Random Trivia For This Title:
- Kelsey GrammerKelsey Grammer and James GarnerJames Garner were considered for the role of Tzekel-Kan.
- Denis LearyDenis Leary and Jim CarreyJim Carrey were considered the role of Miguel.
- Antonio BanderasAntonio Banderas and Adam SandlerAdam Sandler were considered the role of Tulio.
- [?] Jasmine Guy and Téa LeoniTéa Leoni were considered for the role of Chel.
- Martin SheenMartin Sheen and Christopher WalkenChristopher Walken were considered for the role of Chief.
- Compared to everyone else in this animated film, Tzekel-Kan has his teeth individually carved out instead of a white line. This was intended to make him appear more life like, thus more intimidating.
- In the first scene that Miguel and Tulio enter the city the horse, Altivo, also mouths "El Dorado".
- The story is inspired by Rudyard KiplingRudyard Kipling's "The Man Who Would Be King", featuring con men who try to trick the natives of an isolated city in Kafiristan, with disastrous results.
- The name of the Spanish General in the movie is Cortes, but in real life, the man who tried to find El Dorado was [?] Gonzalo Pizarro.
- In the Latin American Spanish version of the movie, Edward James OlmosEdward James Olmos also provides the voice of Chief Tanabok, Demián BichirDemián Bichir voices Tulio, Aleks Syntek, Miguel (they also sing "Qué Duro es ser Deidad" ("It's Tough to be a God")), while Manuel Mijares sings the rest of the songs.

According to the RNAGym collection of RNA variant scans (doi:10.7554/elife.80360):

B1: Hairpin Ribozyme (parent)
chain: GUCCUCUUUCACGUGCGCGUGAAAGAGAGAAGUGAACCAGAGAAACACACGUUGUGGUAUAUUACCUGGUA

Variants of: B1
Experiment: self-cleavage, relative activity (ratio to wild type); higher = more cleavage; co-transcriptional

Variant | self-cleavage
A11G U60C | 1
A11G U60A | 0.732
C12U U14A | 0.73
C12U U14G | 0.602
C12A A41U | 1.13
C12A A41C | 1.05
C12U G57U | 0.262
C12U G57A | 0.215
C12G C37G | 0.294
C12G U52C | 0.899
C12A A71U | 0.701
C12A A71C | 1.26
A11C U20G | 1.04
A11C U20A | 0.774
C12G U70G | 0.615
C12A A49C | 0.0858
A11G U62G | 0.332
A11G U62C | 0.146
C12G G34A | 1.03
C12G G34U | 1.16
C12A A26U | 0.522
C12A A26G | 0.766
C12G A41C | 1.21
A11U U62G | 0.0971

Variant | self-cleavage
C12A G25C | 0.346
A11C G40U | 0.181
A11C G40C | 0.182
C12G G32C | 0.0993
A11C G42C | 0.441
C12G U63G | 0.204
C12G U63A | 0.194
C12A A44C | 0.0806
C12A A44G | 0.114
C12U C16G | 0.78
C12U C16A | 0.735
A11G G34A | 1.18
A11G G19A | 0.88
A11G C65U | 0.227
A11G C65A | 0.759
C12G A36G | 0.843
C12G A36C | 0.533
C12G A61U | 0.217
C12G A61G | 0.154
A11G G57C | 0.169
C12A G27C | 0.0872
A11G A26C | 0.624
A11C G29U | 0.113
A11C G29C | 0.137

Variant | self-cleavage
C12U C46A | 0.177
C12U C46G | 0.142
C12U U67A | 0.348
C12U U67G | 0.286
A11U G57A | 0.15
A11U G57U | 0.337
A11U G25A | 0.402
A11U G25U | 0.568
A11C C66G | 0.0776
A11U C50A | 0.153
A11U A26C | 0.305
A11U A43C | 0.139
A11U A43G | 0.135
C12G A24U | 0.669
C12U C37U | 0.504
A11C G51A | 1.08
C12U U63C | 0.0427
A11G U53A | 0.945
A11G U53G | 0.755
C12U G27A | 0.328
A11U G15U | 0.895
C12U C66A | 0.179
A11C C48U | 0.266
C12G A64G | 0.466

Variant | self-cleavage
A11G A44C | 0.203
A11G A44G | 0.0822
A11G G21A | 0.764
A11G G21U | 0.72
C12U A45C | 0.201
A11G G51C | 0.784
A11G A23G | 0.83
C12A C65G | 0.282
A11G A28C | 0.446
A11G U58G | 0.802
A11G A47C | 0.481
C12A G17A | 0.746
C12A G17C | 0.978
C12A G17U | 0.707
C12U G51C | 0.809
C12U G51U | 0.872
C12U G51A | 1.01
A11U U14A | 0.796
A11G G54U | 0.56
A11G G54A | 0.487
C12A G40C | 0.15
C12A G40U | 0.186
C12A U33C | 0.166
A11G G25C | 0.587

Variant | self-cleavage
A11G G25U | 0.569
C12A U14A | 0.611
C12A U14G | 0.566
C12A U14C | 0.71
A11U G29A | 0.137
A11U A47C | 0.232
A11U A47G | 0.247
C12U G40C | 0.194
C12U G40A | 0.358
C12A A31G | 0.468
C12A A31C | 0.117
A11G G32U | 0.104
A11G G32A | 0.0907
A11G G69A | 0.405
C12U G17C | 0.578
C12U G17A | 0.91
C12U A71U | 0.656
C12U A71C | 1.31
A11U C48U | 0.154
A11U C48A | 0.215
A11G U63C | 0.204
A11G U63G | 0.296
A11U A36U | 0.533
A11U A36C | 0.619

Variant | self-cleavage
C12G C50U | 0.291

- This movie shares several attributes of its namesake, the ["Road" comedies] made famous by Bob HopeBob Hope and Bing CrosbyBing Crosby during the 1940s (which helps explain anachronisms, such as shared language, pop culture references, and lack of historical accuracy). In homage to the veteran comedians, during the song "It is Tough to be a God", Tulio and Miguel look into a rippling bowl of liquid. The reflection of Miguel briefly takes on the pronounced ears of Bing CrosbyBing Crosby, while the reflection of Tulio morphs into the distinctive profile of Bob HopeBob Hope.
- The aesthetics of El Dorado and its inhabitants are a mixture of different pre-Hispanic cultures of Central America, in order to avoid connecting El Dorado to any particular geographical place. So, the buildings and temples are a composition of the Mixteco city of Mitla, in modern Oaxaca, Mexico, and the Mayan city of the Palenque. The features of the locals are distinctly Mayan, as well the murals and the Xibalba tradition. The weapons, attires, and human sacrifices customs are mostly of Aztec origin. Curiously, even though the inspiration comes from Central and Southern Mexico, the most widely accepted location for the real El Dorado legend was the Amazonian rain forest.
- The armadillo that follows Miguel and Tulio throughout is named Bibo, after co-director Bibo BergeronBibo Bergeron.
- This is the first DreamWorks Animation movie not to earn a profit at the box office.
- A series of sequels featuring Miguel, Tulio, Chel, Altivo, and even the armadillo going after other legends about gold was planned, similar to the [Shrek (2001)] film franchise, but following the disappointing box-office results, they were immediately cancelled.
- Voice artists in animated movies usually record their parts alone, with no other actors or actresses in the studio with them. In a break with this tradition, Kevin KlineKevin Kline and Sir Kenneth BranaghKenneth Branagh recorded their dialogue together similar to when Disney's Aladdin (1992) had Jonathan FreemanJonathan Freeman record many of his scenes with Gilbert GottfriedGilbert Gottfried.
- Goran VisnjicGoran Visnjic and Kevin SpaceyKevin Spacey were considered the role of Hernán Cortés.
- In the unreleased sequel that was in production but cancelled, Tulio and Chel have a son as a result of their frequent ... encounters throughout the film.